I’m going to spend more time photographing cars over the next year and accordingly, I’ll be writing more about the experience. Even if you don’t shoot cars, you can probably learn something from these posts. I hope so in any event.
The photograph above was made in my new 2011 Corvette Grand Sport. It is unusual in that I didn’t have a client. I rarely press the shutter unless I’m getting paid up front, but in this case I decided to do some “spec” work and eventually hope to sell the image.
I wanted to get something that told the story of the Corvette’s mighty seven liter displacement engine while standing still and from inside the car. I decided that shooting the speedometer and tachometer would do the trick. I needed to be creative if the project would work. So I came up with this idea.
Every time you start the Vette, the word “Corvette” flashes on the information display underneath the speedometer. It is only there for an instant. Likewise, when the car starts, the speedometer and tachometer gauges peg to the right and then come back down to zero. I realized that capturing this might tell the story I wanted to convey.
The mere capture of the gauges wouldn’t be enough. To introduce the concept of speed, i.e., the result of all that power, I decided to use a slow shutter speed to capture the blur of the gauges as they spun. This meant I would need a tripod. Now imagine this scenario – a horizontally challenged photographer (me) trying to squeeze a tripod inside a small sports car along with a big, bulky Canon 1D MK IV with 24-70 F/2.8 L lens. Let’s just say that it was cramped!
I timed the shot so it would be later in the afternoon when the sun angle matched the way I had the car parked. I opened the driver-side door to let in some ambient light. I mounted the camera and lens on an Induro CT-214 tripodthe smallest real tripod I own. I used the Induro BHD-2 bullhead and a Kirk L-plate to mount the rig. I then carefully extended one tripod leg out the door. I sat another on the center console and the third between my legs. It was as awkward as it sounds. Fortunately I am so old that I don’t have to worry about doing something that doesn’t make me look cool. I live in that state so it’s no big deal when I do it in public. Turns out I was able to save face because nobody was near by.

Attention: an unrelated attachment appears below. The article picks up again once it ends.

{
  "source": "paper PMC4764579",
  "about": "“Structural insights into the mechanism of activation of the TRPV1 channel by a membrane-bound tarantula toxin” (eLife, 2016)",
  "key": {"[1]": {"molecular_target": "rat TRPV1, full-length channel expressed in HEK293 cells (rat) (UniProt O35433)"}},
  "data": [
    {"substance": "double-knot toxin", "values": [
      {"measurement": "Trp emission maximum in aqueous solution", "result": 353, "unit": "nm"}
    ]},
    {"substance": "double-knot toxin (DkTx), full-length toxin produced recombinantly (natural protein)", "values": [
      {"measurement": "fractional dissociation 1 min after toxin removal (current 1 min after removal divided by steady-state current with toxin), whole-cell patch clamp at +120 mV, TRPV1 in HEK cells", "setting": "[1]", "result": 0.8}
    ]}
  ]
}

I practiced several camera angles and decided that zooming out to about 40mm on the cropped sensor camera was just right. I made my ISO 250 and my aperture F/13. I set the shutter speed to 1/6 of a second but needed 1.5 stops of negative exposure compensation to hold the highlights. At 1/6 second you can see why I needed the tripod.
Then I practiced making the photograph while starting the car. It proved to be just about impossible to get the shot I wanted in one take. I had to press the car start button with my left hand while using the index finger on my right hand to trip the shutter. I made about 60 photos before I got the right framing, exposure and blur in the gauges. However it was absolutely impossible to get the gauges and the word CORVETTE to line up. I decided to made a separate exposure of the word CORVETTE lighting up on the dash and then simply composited that layer over the original photograph in Photoshop to make the final image.
The whole process took about 1.5 hours. Way too long in my opinion but heck, when you’ve wanted a Corvette since you were a baby, no amount of work is too much work if you want a great shot.
Hopefully you’ll see this on a calendar or poster soon. In the mean time, I hope hearing how my thought process went and what I did to capture the image helped you in some way.
And if you are into cars, please stop by my new blog, CarLoves. One exciting new feature at that site is a place for you to post all your favorite car photos. SmugMug built a custom solution for it that is pretty cool. You can rate and comment on other photos and the most popular are automatically ported over to a separate gallery that will eventually auto-populate a widget on the blog’s sidebar. Stop by and upload your favorite car photos if you like.
Latest posts by Scott Bourne (see all)
- Thanks For The Memories - March 31, 2017
- Alaska Eagle Photography Diary 2017 – Part 3 - March 29, 2017
- Perfectly Clear Complete Version 3.0 – A Quick Look - March 29, 2017